Friday, November 11, 2011

How Tough is That Nerd Anyway?

Time to find out if Governor Snyder has a spine or if he will simply accept anything and everything the zealous hive mind of the Legislature throws his way. A set of bills to limit state authority on regulations may have big implications pertaining to the growing rift between the executive and the legislative branches. Who has the ultimate control, the Governor with a capital "G", or the power-drunk Senate Republicans, who may or may not be acting under the influence of certain out-of-state special interests? Place yer bets...

Governor Rick Snyder's veto pen might get its first use with Snyder unsupportive of a bill sent to him Thursday by the Legislature that would largely prohibit state departments from issuing rules stricter than federal regulations.

Before breaking for a two-week recess, both chambers were actively finishing a package of bills dealing with state rules and permitting in an attempt to streamline the process.

The main bill, HB 4326 , which would require state rules to be no more restrictive than federal rules, unless specified in statute or done through an emergency rule, passed the Senate along a partisan 25-11 vote. The House concurred, 59-48.

What this would do is take the power away from the executive, dangerous particularly in matters concerning the protection of the environment.

Environmental groups reacted to the votes by saying the legislation would decimate the governor's ability to protect the state's freshwater system. They pointed to the move by former Governor William Milliken in the 1970s to ban phosphorus in laundry detergent as a way to restore Lake Erie as one example of how the bills would hurt Michigan.

"Federal water quality standards are designed to be the floor below which states are not allowed to drop," said James Clift, of the Michigan Environmental Council. "This law assumes that rules written in Washington for waters in other states are good enough to protect our Great Lakes. They are not."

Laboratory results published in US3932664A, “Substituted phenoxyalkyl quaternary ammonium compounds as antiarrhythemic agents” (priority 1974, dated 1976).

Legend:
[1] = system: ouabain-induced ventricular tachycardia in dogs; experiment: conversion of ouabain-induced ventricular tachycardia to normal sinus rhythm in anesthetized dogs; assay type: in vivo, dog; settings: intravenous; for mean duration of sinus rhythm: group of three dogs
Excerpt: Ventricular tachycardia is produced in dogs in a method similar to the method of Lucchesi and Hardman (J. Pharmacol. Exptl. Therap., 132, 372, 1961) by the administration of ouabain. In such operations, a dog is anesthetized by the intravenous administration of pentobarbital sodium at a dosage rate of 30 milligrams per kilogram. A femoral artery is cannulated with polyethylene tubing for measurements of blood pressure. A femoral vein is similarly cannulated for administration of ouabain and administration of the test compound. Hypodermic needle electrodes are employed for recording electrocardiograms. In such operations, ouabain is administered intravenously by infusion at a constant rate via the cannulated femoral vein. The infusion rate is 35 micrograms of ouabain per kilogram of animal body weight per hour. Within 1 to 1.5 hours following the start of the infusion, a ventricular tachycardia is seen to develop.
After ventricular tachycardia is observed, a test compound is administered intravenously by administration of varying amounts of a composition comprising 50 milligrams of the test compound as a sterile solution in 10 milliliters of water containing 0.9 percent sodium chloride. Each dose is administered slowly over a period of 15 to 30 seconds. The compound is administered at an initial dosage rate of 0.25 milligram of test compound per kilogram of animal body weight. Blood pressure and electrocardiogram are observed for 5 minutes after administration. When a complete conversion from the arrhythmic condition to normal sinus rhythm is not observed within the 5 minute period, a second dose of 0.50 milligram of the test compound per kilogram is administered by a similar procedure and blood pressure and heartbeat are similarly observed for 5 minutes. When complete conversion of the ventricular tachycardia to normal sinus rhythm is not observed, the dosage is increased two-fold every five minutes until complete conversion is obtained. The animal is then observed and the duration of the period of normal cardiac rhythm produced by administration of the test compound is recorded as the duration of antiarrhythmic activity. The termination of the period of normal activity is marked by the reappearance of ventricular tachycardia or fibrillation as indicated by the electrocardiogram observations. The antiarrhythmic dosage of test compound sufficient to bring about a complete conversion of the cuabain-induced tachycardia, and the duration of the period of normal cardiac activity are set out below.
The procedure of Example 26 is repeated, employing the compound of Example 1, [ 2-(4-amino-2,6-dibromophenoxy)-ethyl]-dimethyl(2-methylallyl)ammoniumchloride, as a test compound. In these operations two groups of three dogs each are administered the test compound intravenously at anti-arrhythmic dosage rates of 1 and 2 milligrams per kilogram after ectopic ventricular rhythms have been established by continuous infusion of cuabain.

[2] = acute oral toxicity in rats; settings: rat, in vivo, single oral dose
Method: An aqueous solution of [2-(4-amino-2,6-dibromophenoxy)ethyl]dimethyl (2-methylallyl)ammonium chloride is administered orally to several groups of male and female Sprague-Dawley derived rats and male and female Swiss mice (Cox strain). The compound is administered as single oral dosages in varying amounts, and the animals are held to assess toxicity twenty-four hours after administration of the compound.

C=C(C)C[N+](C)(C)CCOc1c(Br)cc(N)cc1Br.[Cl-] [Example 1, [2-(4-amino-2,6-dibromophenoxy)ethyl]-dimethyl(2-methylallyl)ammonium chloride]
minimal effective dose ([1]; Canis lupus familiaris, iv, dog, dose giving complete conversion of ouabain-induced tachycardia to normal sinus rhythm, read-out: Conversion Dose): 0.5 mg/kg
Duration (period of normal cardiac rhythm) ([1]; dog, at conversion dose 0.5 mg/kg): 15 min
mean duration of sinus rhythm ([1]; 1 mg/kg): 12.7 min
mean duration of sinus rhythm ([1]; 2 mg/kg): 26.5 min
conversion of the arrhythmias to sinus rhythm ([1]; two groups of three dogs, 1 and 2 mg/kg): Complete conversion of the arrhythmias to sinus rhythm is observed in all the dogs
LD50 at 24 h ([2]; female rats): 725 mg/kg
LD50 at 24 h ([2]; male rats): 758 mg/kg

Why would this be necessary? Think Americans For Prosperity and how they have been a major factor in the past couple of years in stopping the new Detroit bridge. And it's probably not the campaign donations that are the main motivator in that situation (although those certainly hold sway), it's the thought of a challenge from a well-funded teabag for a legislator's seat that keeps everyone in line. Now we have a legislation proposed that can be used to thwart environmental regulations, which is a main project of the people that hope to return us to the Gilded Age. It's not too far a stretch to connect the dots here, however tenuous they may be.

Another clue: The Michigan Chamber of Commerce, representing the radical arm of the Republican Party, wants this to happen.

"HB 4326 prescribes the predictability that job providers deserve; except in cases of a state emergency, the Legislature will have final say on the outer limit of our state laws and regulations."

Not really. If it's mandated that they cannot go beyond the federal laws, how is it the Legislature would have the final say on the "outer limit"? Forethought is not one of their strong suits, apparently. But now that we have this state gerrymandered for the next ten years, the big money boys backing the MCoC are probably confident that they can keep the legislature and particularly the Senate under their thumb, whereas you never know when the electorate will throw another Democrat in the big chair. Call it obstruction in perpetuity. And as you have seen, it tends to work.

But most interesting aspect of this whole thing is that Republican majority supposedly came to an agreement with the governor - and then they turned around and hamstrung him.

The clash is something of a surprise. For several weeks, Republican lawmakers and the Snyder administration have talked about giving the legislation more flexibility. Administration officials have voiced concern that the legislation would cripple the state's ability to implement rules where no federal regulations exist.

Strangely enough, the Senate just passed the bills that will set-up health care exchanges under "Obamacare", citing the reason that they "are leery of potential federal government interference" should they decline to act. Meaning, when it comes to health care reform, they want the state to maintain control, but on other regulations, they don't. Well, consistency has never been their strong suits, either.

Just how tough is the Nerd? We may be about to find out. This may also set the stage for a potential executive end-run around the legislature for action on the bridge - which would provide for some spectacular fireworks indeed.